United States District Court, D. Maryland, Northern Division
December 2, 2014
UNITED STATES OF AMERICA
RICHARD SHUSTERMAN, et al
For Richard Shusterman, Defendant: Kathleen Balthrop Havener, LEAD ATTORNEY, The Havener Law Firm LLC, Chagrin Falls, OH; David Benowitz, Price Benowitz LLP, Washington, DC.
For Jonathan E. Rosenberg, Defendant: Elizabeth Genevieve Oyer, Lucius Turner Outlaw III, LEAD ATTORNEYS, Office of the Federal Public Defender, Baltimore, MD; Emily Lange Levenson, Kevin D. Docherty, Brown, Goldstein & Levy LLP, Baltimore, MD.
For USA, Plaintiff: Martin Joseph Clarke, LEAD ATTORNEY, Joyce K McDonald, Leo Joseph Wise, Rod J Rosenstein, Office of the United States Attorney, Baltimore, MD.
William D. Quarles, Jr., United States District Judge.
Richard Shusterman and Jonathan E. Rosenberg (the " Defendants") are charged with wire fraud and conspiracy to commit wire fraud. Pending is the Defendants' motion to dismiss for lack of venue, or, in the alternative, for transfer to the District of New Jersey or the Southern District of Florida. ECF Nos. 68, 71. No hearing is necessary. Local Rule 105.6 (D. Md. July 2014). For the following reasons, the motion will be denied.
I . Background
1. Overview of the Alleged Fraudulent Scheme
Shusterman was shareholder and president of International Portfolio, Inc. (" IPI"), a Delaware Corporation. ECF No. 1 ¶ 1. In 2009, Robert M. Feldman became part owner of IPI. Id. ¶ 3. Shusterman and Feldman " represented IPI to be a company with expertise and experience in the field of medical accounts receivable." Id. ¶ 4. Rosenberg and Douglas A. Kuber were members and operators of Account Receivable Services, LLC, (ARS"), a Nevada limited liability company with its principal place of business in New York. Id. ¶ 5. ARS was involved in " the business of investing in medical accounts receivable purchased from IPI using funds borrowed from investors interested in asset-based lending." Id. Rosenberg was managing member and president of JER Receivables, LLC (" JER") and International Portfolio Access, LLC (" IPA"); both New Jersey limited liability companies were located in New Jersey. Id. ¶ 6.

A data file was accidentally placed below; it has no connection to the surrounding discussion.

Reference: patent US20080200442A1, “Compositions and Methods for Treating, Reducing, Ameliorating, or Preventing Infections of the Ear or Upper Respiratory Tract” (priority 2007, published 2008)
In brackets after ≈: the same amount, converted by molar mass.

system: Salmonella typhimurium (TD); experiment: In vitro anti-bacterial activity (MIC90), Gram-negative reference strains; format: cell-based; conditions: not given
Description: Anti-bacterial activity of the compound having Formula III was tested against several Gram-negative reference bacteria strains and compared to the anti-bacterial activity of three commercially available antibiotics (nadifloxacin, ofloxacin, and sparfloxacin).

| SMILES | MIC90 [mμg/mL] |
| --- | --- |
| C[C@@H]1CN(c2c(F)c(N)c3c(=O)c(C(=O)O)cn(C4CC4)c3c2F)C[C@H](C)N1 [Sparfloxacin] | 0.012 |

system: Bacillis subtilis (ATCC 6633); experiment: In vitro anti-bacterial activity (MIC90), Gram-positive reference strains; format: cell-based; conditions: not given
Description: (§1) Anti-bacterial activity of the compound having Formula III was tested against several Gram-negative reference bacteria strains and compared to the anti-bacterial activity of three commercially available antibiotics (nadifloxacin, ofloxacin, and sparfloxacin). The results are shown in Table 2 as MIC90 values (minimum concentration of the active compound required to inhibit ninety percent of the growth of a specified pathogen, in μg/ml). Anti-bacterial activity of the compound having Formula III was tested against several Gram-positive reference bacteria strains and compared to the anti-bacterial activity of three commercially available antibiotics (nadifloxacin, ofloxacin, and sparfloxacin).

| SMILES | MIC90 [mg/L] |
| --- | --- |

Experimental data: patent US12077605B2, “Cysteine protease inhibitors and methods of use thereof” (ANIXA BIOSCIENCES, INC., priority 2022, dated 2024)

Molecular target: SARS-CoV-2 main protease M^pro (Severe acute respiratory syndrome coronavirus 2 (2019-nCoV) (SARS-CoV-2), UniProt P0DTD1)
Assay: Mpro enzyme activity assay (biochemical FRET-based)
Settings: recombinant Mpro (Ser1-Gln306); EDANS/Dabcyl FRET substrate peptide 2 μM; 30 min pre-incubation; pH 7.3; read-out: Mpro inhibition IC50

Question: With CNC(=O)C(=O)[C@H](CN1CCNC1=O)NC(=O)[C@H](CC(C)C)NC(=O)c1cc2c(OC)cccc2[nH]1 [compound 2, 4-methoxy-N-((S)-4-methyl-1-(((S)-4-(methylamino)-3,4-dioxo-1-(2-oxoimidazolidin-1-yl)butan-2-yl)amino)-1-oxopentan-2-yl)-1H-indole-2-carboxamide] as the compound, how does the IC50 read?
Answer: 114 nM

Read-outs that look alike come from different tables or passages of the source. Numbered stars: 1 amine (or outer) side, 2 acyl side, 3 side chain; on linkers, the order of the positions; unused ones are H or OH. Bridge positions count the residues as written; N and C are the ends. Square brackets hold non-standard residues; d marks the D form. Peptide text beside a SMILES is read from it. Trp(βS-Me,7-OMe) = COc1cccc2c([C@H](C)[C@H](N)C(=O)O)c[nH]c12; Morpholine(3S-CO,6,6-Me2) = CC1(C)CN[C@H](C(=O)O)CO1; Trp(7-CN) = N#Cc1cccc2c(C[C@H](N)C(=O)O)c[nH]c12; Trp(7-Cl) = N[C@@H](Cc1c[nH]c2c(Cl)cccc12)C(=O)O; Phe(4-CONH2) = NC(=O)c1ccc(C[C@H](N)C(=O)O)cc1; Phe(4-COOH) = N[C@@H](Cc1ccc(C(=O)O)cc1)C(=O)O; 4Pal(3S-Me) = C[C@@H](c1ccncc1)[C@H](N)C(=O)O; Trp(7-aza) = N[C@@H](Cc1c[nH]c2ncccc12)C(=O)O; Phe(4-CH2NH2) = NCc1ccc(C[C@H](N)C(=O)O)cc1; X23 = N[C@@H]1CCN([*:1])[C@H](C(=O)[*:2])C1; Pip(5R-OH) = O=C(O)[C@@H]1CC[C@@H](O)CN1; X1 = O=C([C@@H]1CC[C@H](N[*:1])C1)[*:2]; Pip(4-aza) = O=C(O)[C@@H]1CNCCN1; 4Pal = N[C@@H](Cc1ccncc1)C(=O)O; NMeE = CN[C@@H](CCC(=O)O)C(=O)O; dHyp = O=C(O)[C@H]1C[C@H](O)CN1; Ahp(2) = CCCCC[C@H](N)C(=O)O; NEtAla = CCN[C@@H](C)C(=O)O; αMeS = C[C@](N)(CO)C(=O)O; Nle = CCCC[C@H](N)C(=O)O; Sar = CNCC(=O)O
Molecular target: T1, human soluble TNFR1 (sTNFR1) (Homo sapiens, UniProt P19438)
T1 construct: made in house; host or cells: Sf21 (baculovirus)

IPI purchased medical accounts receivable from two Florida hospitals and one Washington State hospital. Id. ¶ 13-15. The accounts receivable were composed of past due accounts the hospitals had been unable to collect, and included patient identifying information and their payment histories. Id.
In June 2007, Shusterman, Rosenberg, Feldman, and Kuber (collectively, the " co-conspirators") began promoting an investment model involving " the sale and management of investment portfolios containing medical accounts receivable acquired and managed by IPI." Id. ¶ 16. Investors included (1) Platinum Partners (" Platinum"), a New York-based investment advisor; (2) Roundstone Healthcare Investments, LLC, and Roundstone Healthcare Partners I, LP (together, " Roundstone"), which operated out of Massachusetts; (3) Greenfish Fund, LP, Greenfish II, LP, and associated entities, Delaware limited liability partnerships located in Pennsylvania; (4) Eton Park Capital Management, LP, a New York-based hedge fund; and (5) the Institute of Tropical Agriculture (" IITA"), a Nigerian nonprofit organization. Id. ¶ ¶ 8-12. IITA was governed by a Board of Trustees, and had its principal place of business in Ibadan, Nigeria. Id. ¶ 11. However, one of the Board's members, " D.L., " resided in West River, Maryland. Id. ¶ 11(a). D.L. " reviewed short term investment opportunities for IITA's operating capital" and " directed his own personal investments, " which included " investments in IPI debt portfolios." Id.